Patio doors may be constructed from a broad spectrum of materials. These include glass which is the most common choice, and which may be incorporated as a solid panel or in a multitude of small panels which are set within a frame. If you reside in colder climates, you may consider having your glass double paned, insulated or specially treated such that its able to trap the heat inside your home. Alternatively, you could go for doors made from aluminum and vinyl, which tend to be cheaper options ideal for those working with a tight budget. You should however keep in mind that you get what you pay for and should therefore not expect aluminum or vinyl doors to wear as well as the glass patio doors.
You may not have notice, but your old fashioned patio door is causing you to spend unnecessary energy. Ordinary glass is a notoriously good thermal conductor. During summer months, it can let heat from the outside to travel inside. And when it is winter, it can easily radiate coldness inside and may cause drafts. More heat or cold inside the home during summer or winter translates into more use of air-conditioning or heating systems. That means more energy use and more carbon emission and more expensive electric bills. But these doors are such an elegant household feature that many home owners before are not worried about spending more money for electricity and more energy that would cause more carbon emissions. Some have advocated the use of tinted patio glass doors. While tinted glass may be a good thermal insulator, it would deprive a home owner the most valued asset of this type of door: visual transparency. A patio door that would not allow a home owner to relax inside his home to get an uninterrupted view of his garden or yard would be just the same as a standard entry door.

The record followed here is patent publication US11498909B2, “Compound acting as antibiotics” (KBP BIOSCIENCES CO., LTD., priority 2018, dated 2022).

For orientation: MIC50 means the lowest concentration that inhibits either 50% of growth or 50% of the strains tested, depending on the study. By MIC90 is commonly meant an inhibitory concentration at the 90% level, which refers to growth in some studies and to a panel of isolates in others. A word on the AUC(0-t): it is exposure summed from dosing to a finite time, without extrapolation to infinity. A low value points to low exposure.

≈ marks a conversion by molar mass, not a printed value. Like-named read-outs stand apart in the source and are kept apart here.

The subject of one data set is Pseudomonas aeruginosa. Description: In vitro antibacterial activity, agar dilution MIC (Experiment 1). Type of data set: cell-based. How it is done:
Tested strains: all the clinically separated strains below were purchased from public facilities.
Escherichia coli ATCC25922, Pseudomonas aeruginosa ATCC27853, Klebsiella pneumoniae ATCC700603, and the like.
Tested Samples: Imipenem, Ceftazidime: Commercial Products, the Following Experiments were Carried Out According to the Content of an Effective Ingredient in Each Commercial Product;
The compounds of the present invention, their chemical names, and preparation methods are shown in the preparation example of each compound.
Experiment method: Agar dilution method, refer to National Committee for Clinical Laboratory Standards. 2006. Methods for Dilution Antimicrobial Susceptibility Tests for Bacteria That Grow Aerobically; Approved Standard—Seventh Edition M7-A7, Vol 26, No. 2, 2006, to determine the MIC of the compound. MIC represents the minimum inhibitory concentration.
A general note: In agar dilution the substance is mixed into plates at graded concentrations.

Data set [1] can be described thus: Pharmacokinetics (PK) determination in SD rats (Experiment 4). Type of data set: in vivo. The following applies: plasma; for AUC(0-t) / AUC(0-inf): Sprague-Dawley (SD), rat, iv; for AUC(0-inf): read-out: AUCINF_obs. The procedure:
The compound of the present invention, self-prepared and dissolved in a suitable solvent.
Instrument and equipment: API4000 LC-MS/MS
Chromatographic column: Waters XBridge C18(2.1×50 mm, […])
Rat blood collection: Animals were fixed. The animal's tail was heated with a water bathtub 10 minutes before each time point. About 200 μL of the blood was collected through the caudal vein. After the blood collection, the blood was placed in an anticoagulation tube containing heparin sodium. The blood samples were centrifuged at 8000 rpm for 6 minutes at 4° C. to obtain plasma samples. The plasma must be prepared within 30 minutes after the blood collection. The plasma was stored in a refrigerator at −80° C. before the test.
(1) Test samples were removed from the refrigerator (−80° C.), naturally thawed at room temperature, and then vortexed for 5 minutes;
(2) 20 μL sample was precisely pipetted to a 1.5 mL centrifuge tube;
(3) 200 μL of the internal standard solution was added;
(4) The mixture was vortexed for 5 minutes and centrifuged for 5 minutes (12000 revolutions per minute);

A visible "kitemark" on the glass is the consumers assurance that the double-glazed unit has been manufactured to British standards. The BSI has numerous standards, including: U-value verification, Window Energy Rating and Window Installation. The lower the U-value, the better the thermal performance and most local authorities will require this to be 1.8 or better to meet building regulations.
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